Ceasefire Between Germany And ECB Has Expired: Greek Compromise Plan Now "Off The Table"

Tyler Durden's picture

The one catalyst which sent the EURUSD (and thus its first derivative, the SPX) surging on Friday was the Guardian story that Germany, Sarkozy and most importantly, the ECB, have reached a consensus over the form of the second Greek bailout. In the immediate aftermath, Greece, sensing European weakness, announced that it would seek to pass the Troica plan however with substantial changes, a development which prompted us to say that "now that Merkel has effectively thrown in the towel to her, and the
CDU's, political reign by agreeing with the ECB's and France's demands,
a move which will be brutalized by Der Spiegel in T minus 5 minutes,
the fact that Europe blinked to Greece's bluff, just may mean that every
demand out of Greece will be met." Well, sure enough here is Der Spiegel, however instead of seen as bending over to Greece, Germany appears to have had a dramatic change of heart, and told not only Greece to take its demands and shove them, but the ECB to go fornicate itself.

Per AFP: "A German compromise plan to resolve a dispute with the European Central Bank over the Greek rescue that was reported by Der Spiegel magazine is no longer on the table, a government source said Sunday. Der Spiegel had reported ahead of its Monday issue that the German finance ministry called for a beefed-up version of Europe's temporary bailout mechanism lending to Greek banks to insure they have adequate collateral with the ECB. Germany's share of guarantees would climb to 246 billion euros from 123 billion euros, according to the report. But a German official, who spoke on condition of anonymity, said that while "several options" were being debated to involve private creditors in an Athens rescue, the reported proposal was "no longer on the agenda". The source added that the initial plan had differed from the reported proposal in "key aspects". German officials say they seek a plan with as few "unwanted side effects" as possible." Naturally, key among these being the perception that German is a toothless power, happy to invite inflation now that wanton Euro printing will be the next step in the bailout chain of command. And so the ball is back in the ECB's court which will have to scramble once again to prevent Jean-Claude Jun(c)ker's greatest nightmare: the 20 big figure plunge in the EURUSD predicted by John Noyce earlier.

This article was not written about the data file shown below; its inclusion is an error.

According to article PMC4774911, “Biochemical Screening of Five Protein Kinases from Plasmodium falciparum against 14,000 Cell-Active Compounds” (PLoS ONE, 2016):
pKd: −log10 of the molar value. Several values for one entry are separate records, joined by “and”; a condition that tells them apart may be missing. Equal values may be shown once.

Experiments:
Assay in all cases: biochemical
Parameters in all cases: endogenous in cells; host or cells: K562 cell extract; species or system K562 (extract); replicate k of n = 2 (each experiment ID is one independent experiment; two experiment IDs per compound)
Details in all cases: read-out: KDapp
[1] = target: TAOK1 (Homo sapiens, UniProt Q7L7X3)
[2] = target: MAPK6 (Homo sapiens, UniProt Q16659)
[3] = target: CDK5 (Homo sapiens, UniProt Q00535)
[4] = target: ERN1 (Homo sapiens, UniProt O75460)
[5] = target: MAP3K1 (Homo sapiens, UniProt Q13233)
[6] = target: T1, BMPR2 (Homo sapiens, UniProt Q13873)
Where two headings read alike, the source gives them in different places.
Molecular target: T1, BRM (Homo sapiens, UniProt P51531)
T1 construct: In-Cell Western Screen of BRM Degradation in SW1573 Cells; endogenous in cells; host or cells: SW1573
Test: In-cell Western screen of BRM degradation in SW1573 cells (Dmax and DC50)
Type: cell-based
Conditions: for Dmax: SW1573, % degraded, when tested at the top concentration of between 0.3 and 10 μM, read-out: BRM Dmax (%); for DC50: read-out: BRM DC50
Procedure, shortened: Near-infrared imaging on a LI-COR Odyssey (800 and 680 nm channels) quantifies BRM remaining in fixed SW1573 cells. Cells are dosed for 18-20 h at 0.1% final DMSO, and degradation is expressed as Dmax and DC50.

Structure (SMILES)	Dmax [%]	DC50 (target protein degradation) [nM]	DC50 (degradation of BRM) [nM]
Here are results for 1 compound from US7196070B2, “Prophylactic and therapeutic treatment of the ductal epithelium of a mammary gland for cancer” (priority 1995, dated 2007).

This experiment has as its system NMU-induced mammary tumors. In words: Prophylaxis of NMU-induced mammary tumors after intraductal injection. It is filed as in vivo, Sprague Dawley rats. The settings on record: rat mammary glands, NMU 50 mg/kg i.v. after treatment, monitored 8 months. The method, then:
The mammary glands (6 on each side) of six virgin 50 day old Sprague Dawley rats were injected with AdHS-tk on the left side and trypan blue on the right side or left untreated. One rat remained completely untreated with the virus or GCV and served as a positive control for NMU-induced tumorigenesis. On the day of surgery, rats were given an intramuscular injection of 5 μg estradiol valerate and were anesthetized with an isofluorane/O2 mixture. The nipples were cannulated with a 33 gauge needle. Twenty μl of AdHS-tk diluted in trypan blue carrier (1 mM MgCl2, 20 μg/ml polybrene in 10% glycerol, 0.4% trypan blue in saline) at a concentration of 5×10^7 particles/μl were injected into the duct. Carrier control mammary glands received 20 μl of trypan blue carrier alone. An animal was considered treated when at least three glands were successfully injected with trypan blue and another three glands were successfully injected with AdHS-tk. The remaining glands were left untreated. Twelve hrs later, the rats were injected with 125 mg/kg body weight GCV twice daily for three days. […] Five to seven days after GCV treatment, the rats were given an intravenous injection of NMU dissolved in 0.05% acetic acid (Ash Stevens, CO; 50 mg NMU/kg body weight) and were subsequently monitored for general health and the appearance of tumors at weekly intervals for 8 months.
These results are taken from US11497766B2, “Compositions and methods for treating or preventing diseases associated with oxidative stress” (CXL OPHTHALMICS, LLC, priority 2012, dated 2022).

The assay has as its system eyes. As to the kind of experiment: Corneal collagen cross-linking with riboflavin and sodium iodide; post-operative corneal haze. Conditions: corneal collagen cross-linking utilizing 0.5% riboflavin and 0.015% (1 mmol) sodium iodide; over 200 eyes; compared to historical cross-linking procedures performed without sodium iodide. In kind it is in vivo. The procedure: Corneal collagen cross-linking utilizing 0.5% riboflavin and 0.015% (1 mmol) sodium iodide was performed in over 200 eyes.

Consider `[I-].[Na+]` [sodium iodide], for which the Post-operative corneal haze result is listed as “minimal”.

The ECB has repeatedly warned that requiring creditors to swap existing Greek debt for new bonds with longer maturities could amount to a default, something which could send shock waves through the European and global financial systems.

German Chancellor Angela Merkel and French President Nicolas Sarkozy agreed Friday to a plan through which private bondholders could volunteer to buy new government bonds to replace ones that matured.

This "rollover" option was favoured by the ECB and France, since it avoids the risk of rating agencies declaring Athens in default.

Germany had previously called for full-scale debt restructuring but Merkel appeared to back down after the meeting with Sarkozy.

Eurozone finance ministers were to meet in Luxembourg later Sunday for talks on saving Athens from default as early as next month.

Merkel said in a separate interview released Sunday that she was upbeat about the eurozone despite the Greek crisis.

"We are already far better equipped now in Europe," Merkel told Super Illu magazine, referring to austerity measures taken by debt-laden member states.

But she said the countries sharing the euro still had to work through "significant failures" and "sins of the past" in terms of fiscal discipline.

Merkel said Greece had "achieved a great deal in the last year -- we should recognise that".

Enjoy the remaining several hours of FX peace. War may be coming as soon as 5pm.